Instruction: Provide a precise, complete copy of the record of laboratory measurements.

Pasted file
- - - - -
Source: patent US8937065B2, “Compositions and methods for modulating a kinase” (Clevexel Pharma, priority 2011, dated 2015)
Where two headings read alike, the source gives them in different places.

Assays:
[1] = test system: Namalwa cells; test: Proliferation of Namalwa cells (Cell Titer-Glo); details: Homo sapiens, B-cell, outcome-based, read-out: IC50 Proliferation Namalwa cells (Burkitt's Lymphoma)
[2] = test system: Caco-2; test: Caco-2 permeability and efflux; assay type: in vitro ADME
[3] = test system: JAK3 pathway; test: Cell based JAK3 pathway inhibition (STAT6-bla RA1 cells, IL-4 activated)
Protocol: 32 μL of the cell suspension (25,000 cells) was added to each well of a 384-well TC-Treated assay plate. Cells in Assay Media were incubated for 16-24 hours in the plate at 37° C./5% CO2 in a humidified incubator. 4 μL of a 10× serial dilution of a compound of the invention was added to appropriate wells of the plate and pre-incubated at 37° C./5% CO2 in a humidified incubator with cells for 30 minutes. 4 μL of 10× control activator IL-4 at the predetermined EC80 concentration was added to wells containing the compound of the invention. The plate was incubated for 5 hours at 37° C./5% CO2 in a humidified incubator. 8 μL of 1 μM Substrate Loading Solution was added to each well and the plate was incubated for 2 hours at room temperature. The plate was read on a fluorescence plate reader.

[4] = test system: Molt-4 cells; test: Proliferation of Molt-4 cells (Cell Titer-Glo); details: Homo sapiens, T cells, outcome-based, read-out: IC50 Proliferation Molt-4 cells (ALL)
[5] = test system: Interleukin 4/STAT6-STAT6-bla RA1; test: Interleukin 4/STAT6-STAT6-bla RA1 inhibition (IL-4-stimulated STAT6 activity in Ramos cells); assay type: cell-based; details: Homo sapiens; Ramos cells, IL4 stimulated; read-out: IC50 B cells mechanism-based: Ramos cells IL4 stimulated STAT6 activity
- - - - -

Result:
Source: patent US8937065B2, “Compositions and methods for modulating a kinase” (Clevexel Pharma, priority 2011, dated 2015)
Where two headings read alike, the source gives them in different places.

Assays:
[1] = test system: Namalwa cells; test: Proliferation of Namalwa cells (Cell Titer-Glo); details: Homo sapiens, B-cell, outcome-based, read-out: IC50 Proliferation Namalwa cells (Burkitt's Lymphoma)
[2] = test system: Caco-2; test: Caco-2 permeability and efflux; assay type: in vitro ADME
[3] = test system: JAK3 pathway; test: Cell based JAK3 pathway inhibition (STAT6-bla RA1 cells, IL-4 activated)
Protocol: 32 μL of the cell suspension (25,000 cells) was added to each well of a 384-well TC-Treated assay plate. Cells in Assay Media were incubated for 16-24 hours in the plate at 37° C./5% CO2 in a humidified incubator. 4 μL of a 10× serial dilution of a compound of the invention was added to appropriate wells of the plate and pre-incubated at 37° C./5% CO2 in a humidified incubator with cells for 30 minutes. 4 μL of 10× control activator IL-4 at the predetermined EC80 concentration was added to wells containing the compound of the invention. The plate was incubated for 5 hours at 37° C./5% CO2 in a humidified incubator. 8 μL of 1 μM Substrate Loading Solution was added to each well and the plate was incubated for 2 hours at room temperature. The plate was read on a fluorescence plate reader.

[4] = test system: Molt-4 cells; test: Proliferation of Molt-4 cells (Cell Titer-Glo); details: Homo sapiens, T cells, outcome-based, read-out: IC50 Proliferation Molt-4 cells (ALL)
[5] = test system: Interleukin 4/STAT6-STAT6-bla RA1; test: Interleukin 4/STAT6-STAT6-bla RA1 inhibition (IL-4-stimulated STAT6 activity in Ramos cells); assay type: cell-based; details: Homo sapiens; Ramos cells, IL4 stimulated; read-out: IC50 B cells mechanism-based: Ramos cells IL4 stimulated STAT6 activity